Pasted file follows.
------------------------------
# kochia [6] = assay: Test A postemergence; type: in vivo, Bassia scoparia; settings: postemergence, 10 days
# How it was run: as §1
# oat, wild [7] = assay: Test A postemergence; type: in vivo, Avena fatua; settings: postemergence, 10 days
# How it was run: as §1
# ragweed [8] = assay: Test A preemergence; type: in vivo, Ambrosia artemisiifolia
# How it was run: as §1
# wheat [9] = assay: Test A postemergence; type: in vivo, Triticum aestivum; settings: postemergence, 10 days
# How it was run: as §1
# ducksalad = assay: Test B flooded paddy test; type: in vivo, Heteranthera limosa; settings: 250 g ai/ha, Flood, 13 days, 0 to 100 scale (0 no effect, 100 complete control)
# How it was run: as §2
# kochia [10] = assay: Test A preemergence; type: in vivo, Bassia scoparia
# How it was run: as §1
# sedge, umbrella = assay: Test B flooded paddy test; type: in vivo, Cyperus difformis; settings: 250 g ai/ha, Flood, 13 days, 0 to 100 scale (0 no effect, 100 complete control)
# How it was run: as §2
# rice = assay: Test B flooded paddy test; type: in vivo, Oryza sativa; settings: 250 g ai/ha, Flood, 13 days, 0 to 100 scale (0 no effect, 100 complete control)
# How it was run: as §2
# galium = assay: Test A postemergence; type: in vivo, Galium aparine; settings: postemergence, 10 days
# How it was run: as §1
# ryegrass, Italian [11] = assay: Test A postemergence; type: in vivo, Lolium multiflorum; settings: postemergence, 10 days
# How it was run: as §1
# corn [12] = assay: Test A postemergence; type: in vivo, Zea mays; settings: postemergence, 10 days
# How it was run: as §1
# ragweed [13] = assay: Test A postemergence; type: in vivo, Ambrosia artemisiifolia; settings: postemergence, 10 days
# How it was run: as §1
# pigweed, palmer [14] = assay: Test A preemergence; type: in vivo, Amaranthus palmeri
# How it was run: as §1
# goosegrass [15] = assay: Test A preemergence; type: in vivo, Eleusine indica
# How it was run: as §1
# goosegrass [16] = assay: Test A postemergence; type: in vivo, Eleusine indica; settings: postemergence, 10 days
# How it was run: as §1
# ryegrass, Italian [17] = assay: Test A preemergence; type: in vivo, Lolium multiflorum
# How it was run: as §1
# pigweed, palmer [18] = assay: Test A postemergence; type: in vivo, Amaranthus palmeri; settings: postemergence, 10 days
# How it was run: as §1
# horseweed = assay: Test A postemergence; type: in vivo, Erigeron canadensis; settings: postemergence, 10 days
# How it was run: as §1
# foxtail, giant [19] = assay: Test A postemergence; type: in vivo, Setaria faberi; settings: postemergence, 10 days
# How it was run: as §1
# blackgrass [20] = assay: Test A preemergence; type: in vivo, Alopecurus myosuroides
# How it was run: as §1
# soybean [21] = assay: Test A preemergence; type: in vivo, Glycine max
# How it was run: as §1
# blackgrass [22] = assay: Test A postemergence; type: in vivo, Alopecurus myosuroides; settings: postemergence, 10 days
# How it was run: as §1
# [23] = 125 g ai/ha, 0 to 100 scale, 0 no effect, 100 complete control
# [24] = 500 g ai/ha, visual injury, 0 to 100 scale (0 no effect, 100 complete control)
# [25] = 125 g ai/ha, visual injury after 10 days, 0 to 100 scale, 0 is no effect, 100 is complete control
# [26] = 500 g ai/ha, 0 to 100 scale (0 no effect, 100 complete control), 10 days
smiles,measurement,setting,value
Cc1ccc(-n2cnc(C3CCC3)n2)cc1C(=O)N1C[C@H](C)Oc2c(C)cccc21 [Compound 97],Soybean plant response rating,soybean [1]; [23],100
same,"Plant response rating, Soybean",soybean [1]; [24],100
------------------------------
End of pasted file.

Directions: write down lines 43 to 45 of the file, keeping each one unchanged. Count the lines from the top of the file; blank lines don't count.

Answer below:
# blackgrass [22] = assay: Test A postemergence; type: in vivo, Alopecurus myosuroides; settings: postemergence, 10 days
# How it was run: as §1
# [23] = 125 g ai/ha, 0 to 100 scale, 0 no effect, 100 complete control